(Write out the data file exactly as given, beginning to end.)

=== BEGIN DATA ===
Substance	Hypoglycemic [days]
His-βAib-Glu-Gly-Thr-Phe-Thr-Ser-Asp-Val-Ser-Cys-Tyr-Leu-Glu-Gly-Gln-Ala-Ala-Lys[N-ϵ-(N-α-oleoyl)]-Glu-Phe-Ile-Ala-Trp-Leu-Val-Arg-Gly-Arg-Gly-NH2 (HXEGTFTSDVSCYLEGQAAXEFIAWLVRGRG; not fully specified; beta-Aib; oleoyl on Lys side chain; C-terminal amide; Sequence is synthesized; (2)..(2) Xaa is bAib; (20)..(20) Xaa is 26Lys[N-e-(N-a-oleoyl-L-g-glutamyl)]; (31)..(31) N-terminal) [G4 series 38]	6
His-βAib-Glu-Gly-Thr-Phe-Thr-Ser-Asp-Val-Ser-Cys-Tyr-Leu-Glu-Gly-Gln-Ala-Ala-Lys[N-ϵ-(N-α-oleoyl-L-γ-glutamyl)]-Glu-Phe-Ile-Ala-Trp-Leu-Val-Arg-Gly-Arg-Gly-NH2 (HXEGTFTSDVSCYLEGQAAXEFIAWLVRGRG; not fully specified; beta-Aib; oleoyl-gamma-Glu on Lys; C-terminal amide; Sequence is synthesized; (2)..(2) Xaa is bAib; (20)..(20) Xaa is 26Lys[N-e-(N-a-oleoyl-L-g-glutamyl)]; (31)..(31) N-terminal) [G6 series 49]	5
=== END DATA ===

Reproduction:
Substance	Hypoglycemic [days]
His-βAib-Glu-Gly-Thr-Phe-Thr-Ser-Asp-Val-Ser-Cys-Tyr-Leu-Glu-Gly-Gln-Ala-Ala-Lys[N-ϵ-(N-α-oleoyl)]-Glu-Phe-Ile-Ala-Trp-Leu-Val-Arg-Gly-Arg-Gly-NH2 (HXEGTFTSDVSCYLEGQAAXEFIAWLVRGRG; not fully specified; beta-Aib; oleoyl on Lys side chain; C-terminal amide; Sequence is synthesized; (2)..(2) Xaa is bAib; (20)..(20) Xaa is 26Lys[N-e-(N-a-oleoyl-L-g-glutamyl)]; (31)..(31) N-terminal) [G4 series 38]	6
His-βAib-Glu-Gly-Thr-Phe-Thr-Ser-Asp-Val-Ser-Cys-Tyr-Leu-Glu-Gly-Gln-Ala-Ala-Lys[N-ϵ-(N-α-oleoyl-L-γ-glutamyl)]-Glu-Phe-Ile-Ala-Trp-Leu-Val-Arg-Gly-Arg-Gly-NH2 (HXEGTFTSDVSCYLEGQAAXEFIAWLVRGRG; not fully specified; beta-Aib; oleoyl-gamma-Glu on Lys; C-terminal amide; Sequence is synthesized; (2)..(2) Xaa is bAib; (20)..(20) Xaa is 26Lys[N-e-(N-a-oleoyl-L-g-glutamyl)]; (31)..(31) N-terminal) [G6 series 49]	5